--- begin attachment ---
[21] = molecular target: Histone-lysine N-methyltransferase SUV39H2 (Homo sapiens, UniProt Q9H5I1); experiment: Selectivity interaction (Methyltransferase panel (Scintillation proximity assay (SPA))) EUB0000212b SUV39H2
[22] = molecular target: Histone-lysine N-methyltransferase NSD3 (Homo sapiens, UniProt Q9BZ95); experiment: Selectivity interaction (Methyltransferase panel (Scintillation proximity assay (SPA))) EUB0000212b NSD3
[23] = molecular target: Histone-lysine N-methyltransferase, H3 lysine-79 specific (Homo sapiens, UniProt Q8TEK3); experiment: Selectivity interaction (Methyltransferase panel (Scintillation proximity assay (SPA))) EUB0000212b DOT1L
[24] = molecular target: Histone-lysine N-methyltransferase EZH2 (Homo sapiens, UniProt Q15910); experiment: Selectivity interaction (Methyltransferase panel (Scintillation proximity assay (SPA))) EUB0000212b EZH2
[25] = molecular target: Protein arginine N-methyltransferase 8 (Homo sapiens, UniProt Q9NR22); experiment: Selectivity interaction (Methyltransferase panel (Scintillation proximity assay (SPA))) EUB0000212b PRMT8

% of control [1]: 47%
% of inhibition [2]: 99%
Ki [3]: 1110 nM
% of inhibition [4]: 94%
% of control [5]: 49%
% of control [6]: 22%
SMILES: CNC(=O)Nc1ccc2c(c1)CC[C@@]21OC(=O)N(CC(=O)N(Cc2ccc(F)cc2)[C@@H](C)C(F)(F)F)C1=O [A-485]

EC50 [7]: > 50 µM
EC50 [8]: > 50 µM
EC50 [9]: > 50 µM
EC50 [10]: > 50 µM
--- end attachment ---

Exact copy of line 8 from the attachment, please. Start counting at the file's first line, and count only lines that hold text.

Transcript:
Ki [3]: 1110 nM